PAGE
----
Parents, school administrators, and now public officials such as Albany County Executive Daniel McCoy, suddenly want to have a public conversation about teen suicide thanks to the controversial hit Netflix series “13 Reasons Why.”
The series, which is based on a young adult novel by Jay Asher, chronicles the effects on a school and community of a student’s suicide. But anyone who has actually seen the entire series will tell you it’s a lot more than a sensationalized tale about killing yourself. The show also examines just how mean some kids are and how adults are willing to turn their heads and look the other way.
Nonetheless, school administrators around the region have been firing off memos left and right warning parents about “the dangers of watching a show that glorifies suicide.”
While I’m sure many of these well-meaning school leaders genuinely care about the students in their care, let’s not forget schools can get sued if they don’t take preventative measures to ensure student safety, as illustrated in the 13-episodes of the show’s first season.
Schodack CSD is sending a letter home to parents regarding the Netflix series “13 Reasons Why” 🔽 pic.twitter.com/afcwugVD2x
— Dylan Rossiter (@ByDylanRossiter) May 1, 2017
But sending a letter home doesn’t deal with the issues young people face today. Teenage suicide is undoubtedly a problem, but so is rape culture, bullying, and parental indifference, all problems that the show explores and worthy of conversation.
It’s also unseamly that Albany County Executive Dan McCoy would use the show to score political brownie points by holding a press conference with officials from North Colonie Central School District to speak out against teen suicide. Such manufactured news events are great at calling attention to problems, but they do little to address the complex issues behind these problems. It’s great to have a conversation, but it’s more difficult to effect change.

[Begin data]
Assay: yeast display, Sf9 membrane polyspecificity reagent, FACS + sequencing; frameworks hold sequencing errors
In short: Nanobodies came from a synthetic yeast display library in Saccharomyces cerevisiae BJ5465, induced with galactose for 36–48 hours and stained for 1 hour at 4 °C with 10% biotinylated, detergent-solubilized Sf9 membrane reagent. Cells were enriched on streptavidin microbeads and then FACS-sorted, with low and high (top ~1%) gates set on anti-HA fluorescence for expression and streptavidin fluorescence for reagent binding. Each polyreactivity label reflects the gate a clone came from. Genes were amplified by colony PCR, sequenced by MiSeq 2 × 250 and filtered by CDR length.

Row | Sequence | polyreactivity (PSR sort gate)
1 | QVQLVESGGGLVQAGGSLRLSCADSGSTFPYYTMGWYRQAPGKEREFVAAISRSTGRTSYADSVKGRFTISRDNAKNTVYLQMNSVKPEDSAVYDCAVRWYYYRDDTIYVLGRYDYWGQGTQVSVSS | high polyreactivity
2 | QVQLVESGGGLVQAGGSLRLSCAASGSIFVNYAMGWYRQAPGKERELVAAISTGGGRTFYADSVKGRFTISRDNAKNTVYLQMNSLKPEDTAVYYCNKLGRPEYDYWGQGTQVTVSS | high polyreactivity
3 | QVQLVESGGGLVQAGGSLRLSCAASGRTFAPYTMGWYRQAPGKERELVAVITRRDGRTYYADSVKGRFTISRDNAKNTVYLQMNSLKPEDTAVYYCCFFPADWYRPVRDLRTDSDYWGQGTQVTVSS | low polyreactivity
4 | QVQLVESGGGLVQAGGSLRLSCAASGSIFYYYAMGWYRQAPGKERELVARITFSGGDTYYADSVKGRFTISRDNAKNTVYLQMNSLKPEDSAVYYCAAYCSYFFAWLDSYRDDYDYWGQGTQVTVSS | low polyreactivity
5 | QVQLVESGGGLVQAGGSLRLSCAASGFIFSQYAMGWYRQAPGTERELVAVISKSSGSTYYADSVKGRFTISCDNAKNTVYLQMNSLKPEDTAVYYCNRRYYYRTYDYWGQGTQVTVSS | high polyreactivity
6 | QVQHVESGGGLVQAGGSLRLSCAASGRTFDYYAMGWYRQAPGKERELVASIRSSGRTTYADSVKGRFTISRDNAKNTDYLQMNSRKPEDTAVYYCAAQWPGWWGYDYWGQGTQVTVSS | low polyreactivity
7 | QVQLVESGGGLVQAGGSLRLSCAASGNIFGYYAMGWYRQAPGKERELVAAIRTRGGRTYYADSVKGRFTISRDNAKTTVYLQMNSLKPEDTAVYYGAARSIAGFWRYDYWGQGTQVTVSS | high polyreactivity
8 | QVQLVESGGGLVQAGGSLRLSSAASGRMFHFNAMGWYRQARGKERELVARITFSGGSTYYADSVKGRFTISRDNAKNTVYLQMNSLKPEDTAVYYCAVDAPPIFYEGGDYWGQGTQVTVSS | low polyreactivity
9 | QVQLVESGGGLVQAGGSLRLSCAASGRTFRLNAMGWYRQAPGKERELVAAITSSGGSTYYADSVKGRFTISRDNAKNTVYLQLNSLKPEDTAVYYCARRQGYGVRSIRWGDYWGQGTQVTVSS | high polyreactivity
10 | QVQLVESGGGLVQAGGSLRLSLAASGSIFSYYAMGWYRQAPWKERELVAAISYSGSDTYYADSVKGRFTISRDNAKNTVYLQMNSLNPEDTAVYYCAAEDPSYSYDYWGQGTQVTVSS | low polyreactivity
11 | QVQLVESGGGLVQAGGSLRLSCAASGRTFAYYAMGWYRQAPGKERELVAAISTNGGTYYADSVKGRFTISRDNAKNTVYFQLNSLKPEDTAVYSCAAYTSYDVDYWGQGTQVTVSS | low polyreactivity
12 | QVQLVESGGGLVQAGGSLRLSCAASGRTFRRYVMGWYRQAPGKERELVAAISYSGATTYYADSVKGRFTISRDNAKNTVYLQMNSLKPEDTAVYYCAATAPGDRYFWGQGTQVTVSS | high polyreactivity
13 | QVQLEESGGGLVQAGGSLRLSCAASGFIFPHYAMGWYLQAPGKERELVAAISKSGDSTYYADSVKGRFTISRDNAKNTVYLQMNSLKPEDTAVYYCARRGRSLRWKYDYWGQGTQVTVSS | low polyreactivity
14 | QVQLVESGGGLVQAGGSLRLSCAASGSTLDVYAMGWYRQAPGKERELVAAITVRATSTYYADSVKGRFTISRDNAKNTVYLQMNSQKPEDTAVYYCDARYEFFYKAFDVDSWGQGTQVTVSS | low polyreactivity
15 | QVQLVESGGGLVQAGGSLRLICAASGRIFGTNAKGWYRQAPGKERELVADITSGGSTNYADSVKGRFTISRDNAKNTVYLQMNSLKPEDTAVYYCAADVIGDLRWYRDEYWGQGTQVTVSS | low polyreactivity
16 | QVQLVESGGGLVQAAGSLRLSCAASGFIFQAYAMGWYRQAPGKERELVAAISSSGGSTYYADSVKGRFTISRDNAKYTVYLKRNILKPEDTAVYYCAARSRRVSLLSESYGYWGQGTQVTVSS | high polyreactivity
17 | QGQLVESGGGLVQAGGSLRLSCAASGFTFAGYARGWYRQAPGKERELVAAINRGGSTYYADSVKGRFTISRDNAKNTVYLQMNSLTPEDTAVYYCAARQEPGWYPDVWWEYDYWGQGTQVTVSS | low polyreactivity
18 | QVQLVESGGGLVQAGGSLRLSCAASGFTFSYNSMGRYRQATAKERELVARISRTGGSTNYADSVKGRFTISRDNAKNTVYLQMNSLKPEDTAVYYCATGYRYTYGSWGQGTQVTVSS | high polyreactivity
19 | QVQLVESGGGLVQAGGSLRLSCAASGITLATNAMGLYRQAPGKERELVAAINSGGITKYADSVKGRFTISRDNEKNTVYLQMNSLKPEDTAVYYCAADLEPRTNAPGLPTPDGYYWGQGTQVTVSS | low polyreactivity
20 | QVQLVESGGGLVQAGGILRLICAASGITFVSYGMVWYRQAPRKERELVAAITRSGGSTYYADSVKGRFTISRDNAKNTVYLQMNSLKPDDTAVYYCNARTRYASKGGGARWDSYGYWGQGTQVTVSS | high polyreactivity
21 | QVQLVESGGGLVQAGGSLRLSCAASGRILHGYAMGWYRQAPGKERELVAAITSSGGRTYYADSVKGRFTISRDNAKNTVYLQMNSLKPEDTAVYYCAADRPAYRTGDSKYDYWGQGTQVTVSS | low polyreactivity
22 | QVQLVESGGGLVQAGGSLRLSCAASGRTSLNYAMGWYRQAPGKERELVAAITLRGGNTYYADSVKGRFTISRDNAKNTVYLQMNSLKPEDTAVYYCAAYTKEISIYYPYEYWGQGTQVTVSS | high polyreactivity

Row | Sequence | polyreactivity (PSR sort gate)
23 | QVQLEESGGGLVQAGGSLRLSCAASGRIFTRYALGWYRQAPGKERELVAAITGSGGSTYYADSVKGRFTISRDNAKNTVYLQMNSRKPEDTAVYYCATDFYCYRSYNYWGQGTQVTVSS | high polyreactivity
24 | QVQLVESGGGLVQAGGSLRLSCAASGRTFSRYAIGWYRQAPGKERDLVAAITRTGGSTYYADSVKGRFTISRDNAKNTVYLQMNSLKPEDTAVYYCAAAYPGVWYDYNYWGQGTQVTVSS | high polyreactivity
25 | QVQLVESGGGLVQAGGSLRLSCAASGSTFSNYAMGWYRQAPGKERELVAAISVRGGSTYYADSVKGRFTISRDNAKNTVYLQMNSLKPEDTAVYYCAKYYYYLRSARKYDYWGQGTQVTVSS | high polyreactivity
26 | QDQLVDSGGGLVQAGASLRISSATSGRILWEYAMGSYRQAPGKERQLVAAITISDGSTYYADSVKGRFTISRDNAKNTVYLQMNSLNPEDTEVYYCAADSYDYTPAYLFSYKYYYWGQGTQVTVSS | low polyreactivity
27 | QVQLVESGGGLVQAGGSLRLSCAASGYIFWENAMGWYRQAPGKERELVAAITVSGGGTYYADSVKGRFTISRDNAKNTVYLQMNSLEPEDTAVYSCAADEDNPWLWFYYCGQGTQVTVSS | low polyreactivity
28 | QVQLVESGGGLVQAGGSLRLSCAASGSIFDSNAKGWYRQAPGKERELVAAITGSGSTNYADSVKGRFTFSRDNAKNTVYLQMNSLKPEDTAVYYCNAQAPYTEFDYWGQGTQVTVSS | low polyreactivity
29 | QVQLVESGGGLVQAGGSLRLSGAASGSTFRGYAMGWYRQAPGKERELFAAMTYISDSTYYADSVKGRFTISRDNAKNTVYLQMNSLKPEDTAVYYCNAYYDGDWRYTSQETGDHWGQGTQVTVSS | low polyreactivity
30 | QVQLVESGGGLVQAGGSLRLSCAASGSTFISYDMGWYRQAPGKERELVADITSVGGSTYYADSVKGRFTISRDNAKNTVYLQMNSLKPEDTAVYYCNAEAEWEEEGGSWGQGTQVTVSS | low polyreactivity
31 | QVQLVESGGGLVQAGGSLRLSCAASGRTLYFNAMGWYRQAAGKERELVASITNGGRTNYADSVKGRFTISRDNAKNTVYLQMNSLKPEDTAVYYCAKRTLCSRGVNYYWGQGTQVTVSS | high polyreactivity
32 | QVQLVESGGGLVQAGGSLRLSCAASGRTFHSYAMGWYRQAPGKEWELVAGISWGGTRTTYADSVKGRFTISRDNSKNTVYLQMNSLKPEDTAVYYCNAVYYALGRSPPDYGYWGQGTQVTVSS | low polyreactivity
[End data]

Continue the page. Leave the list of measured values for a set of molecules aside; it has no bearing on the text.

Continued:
It’s also worth mentioning that Shaker High School last summer painted over a rock, in honor of a dead student because it was “vandalism.”
Bygones aside, North Colonie CSD Superintendent Joseph spoke with honesty and truth about the kids under his care.
“We are in the business for caring for the whole child. We take that business very seriously. What you see here today is a blanket of caring & compassion. Our kids, their futures, are so important. Together, we can bring change.”
But McCoy couldn’t cover up his motives, even taking the time to toss out a stat. “There are 58,163 reasons to have this press conference. That’s the same number of kids 18 & younger who live in Albany County.” I’m glad he knows how many teens live in his constituency but does he think every single one of them is at risk of suicide?
To McCoy’s credit, he did go on to speak the truth: “We need to talk about suicide and mental health so we can start to erase the stigma that surrounds them. The dialogue is important.”
The event, while a step in the right direction, couldn’t help but take a shot at the hit show, declaring that it “sends the wrong message” to kids seeking help. In actuality, the series shows how some schools don’t do enough to prevent the problem of teen suicide.
It is also worth noting the timing of McCoy’s press conference. As mentioned, the show came out weeks ago and most teenagers have either already seen it or know about it. But McCoy’s eagerness to address teen suicide comes just days after the publication of a Times Union investigation into McCoy’s hiring of family members for jobs inside Albany County.
Politics on the back burner, “13 Reasons Why” is a good show and it’s not deserving of the nasty press it’s been getting.
As a high school student it is a welcome breath of fresh air exposing the drama of high school in the age of social media, though I’ve been lucky enough to grow up in a school where teachers and peers look out for each other.
-Dylan Rossiter( @ByDylanRossiter)